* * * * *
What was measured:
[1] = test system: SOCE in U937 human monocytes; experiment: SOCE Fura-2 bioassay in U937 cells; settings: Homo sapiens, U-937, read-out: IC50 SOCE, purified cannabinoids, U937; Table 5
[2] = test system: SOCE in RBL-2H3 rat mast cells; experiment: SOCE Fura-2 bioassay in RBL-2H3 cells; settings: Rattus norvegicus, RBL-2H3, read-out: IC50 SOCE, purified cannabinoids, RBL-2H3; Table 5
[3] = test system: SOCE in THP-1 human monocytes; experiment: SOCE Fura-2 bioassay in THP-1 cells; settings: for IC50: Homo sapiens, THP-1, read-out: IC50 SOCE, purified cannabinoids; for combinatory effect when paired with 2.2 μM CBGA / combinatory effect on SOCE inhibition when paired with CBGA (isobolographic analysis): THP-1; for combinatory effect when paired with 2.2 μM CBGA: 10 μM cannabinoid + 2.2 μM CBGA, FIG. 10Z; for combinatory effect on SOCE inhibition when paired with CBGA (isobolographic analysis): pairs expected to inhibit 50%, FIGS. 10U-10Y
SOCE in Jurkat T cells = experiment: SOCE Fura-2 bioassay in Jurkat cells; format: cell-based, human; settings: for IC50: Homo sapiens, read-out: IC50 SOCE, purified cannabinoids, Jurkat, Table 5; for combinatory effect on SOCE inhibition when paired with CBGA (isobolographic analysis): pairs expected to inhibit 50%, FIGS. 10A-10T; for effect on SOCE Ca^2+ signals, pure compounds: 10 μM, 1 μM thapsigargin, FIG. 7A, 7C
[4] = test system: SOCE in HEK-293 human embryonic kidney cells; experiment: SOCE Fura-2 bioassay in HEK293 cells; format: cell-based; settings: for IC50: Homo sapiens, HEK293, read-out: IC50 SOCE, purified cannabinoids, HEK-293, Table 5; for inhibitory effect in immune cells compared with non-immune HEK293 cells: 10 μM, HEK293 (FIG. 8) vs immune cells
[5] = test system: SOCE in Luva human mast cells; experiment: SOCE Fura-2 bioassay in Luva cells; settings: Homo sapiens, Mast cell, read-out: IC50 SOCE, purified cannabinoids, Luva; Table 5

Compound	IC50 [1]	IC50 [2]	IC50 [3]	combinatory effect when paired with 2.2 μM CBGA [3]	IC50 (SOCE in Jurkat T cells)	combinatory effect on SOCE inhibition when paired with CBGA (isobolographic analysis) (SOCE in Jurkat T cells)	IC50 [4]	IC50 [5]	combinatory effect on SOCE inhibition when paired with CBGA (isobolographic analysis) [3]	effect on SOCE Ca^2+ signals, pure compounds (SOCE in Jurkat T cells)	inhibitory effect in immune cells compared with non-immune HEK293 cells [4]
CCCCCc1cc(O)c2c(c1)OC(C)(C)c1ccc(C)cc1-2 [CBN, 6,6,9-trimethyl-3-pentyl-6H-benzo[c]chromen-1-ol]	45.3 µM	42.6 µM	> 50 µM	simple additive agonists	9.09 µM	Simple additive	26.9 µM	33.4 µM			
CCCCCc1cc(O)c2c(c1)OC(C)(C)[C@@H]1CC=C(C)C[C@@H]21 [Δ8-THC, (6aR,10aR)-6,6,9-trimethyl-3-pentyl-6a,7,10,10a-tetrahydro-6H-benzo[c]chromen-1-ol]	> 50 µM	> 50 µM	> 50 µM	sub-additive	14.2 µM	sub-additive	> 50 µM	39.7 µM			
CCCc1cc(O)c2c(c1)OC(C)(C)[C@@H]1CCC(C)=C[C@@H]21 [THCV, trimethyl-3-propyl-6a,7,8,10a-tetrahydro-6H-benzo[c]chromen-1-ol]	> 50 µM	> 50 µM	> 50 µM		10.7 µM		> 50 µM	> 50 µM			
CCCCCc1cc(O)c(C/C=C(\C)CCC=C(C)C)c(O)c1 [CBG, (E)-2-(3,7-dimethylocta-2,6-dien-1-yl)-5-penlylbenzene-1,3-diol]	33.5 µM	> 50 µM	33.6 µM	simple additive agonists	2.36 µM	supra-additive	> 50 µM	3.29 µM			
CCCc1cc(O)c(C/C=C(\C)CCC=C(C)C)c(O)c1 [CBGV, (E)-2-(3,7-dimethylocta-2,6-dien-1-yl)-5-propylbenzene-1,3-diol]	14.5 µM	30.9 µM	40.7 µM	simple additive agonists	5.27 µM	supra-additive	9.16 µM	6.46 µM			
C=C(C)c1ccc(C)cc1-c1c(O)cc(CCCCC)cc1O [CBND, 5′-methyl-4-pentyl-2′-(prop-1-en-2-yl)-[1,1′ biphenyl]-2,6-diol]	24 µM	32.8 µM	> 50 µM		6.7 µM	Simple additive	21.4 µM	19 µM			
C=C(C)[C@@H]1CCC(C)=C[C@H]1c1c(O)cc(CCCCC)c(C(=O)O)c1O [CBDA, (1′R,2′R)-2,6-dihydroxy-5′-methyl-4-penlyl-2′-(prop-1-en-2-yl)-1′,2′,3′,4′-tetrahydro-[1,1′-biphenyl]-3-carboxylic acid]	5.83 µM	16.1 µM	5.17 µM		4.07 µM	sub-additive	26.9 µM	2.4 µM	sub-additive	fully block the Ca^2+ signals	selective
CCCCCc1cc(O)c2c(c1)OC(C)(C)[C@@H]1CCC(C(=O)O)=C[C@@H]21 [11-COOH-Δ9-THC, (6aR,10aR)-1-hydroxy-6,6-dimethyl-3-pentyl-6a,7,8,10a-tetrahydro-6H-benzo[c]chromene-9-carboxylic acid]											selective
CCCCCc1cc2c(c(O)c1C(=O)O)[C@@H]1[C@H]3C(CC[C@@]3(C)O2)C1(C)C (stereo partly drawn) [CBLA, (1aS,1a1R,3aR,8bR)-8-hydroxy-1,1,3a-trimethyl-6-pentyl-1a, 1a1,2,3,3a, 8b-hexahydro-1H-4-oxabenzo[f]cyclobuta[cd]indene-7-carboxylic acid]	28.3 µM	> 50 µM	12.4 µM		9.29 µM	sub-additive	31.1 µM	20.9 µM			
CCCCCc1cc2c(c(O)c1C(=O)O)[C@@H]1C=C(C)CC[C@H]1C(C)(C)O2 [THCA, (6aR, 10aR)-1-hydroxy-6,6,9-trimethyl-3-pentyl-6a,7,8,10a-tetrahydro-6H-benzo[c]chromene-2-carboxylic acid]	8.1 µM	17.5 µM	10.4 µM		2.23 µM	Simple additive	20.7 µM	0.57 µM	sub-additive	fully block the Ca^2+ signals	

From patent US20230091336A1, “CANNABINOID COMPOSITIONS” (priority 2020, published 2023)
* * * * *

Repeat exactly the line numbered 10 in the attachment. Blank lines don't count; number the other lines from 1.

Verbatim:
CCCCCc1cc(O)c2c(c1)OC(C)(C)[C@@H]1CC=C(C)C[C@@H]21 [Δ8-THC, (6aR,10aR)-6,6,9-trimethyl-3-pentyl-6a,7,10,10a-tetrahydro-6H-benzo[c]chromen-1-ol]	> 50 µM	> 50 µM	> 50 µM	sub-additive	14.2 µM	sub-additive	> 50 µM	39.7 µM			